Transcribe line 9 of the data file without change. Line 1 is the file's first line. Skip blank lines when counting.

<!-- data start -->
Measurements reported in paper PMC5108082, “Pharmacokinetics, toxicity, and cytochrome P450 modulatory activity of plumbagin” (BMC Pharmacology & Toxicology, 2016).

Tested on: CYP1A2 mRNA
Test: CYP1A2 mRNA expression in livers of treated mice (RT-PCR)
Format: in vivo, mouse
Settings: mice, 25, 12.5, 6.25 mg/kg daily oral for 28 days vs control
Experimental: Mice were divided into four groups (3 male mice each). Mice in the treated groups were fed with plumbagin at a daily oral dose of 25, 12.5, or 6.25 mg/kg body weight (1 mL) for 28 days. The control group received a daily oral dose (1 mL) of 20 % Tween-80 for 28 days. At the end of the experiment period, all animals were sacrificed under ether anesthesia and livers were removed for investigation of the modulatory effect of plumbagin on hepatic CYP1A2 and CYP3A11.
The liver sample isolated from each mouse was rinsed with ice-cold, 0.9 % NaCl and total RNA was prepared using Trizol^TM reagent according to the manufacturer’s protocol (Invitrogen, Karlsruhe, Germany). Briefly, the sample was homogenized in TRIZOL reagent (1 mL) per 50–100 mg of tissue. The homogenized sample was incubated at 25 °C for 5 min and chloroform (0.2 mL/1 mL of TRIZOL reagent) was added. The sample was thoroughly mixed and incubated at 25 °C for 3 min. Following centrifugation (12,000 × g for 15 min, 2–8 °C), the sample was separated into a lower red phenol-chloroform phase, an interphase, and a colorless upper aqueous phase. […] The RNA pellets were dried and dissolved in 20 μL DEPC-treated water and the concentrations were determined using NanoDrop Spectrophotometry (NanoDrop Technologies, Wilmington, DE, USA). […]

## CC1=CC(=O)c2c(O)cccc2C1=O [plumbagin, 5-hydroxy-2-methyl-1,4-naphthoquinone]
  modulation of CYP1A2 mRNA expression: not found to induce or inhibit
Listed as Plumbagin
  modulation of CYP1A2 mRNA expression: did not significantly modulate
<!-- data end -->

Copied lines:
  modulation of CYP1A2 mRNA expression: not found to induce or inhibit